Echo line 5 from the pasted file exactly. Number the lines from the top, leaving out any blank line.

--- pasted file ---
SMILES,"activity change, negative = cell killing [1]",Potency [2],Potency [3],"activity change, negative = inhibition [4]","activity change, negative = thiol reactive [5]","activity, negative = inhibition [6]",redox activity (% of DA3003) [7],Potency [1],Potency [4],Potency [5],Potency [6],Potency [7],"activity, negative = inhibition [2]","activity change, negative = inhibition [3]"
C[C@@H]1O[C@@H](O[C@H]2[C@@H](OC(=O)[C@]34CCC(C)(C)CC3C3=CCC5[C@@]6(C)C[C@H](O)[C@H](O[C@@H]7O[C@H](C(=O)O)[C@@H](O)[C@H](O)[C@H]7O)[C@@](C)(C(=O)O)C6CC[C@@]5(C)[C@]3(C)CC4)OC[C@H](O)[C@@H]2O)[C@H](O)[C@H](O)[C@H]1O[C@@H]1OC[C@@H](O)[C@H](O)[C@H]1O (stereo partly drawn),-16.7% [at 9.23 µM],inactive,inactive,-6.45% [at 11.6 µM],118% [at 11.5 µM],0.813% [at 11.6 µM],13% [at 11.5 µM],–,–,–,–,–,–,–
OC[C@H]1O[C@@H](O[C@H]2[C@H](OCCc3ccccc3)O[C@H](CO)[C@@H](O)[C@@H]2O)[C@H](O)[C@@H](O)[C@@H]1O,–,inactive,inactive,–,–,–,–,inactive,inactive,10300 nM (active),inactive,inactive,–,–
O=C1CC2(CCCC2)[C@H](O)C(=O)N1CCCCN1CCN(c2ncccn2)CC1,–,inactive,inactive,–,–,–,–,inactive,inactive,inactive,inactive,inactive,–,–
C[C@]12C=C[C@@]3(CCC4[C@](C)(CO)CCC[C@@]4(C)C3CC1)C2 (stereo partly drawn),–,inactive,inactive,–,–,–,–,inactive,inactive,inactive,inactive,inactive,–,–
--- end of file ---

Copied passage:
C[C@]12C=C[C@@]3(CCC4[C@](C)(CO)CCC[C@@]4(C)C3CC1)C2 (stereo partly drawn),–,inactive,inactive,–,–,–,–,inactive,inactive,inactive,inactive,inactive,–,–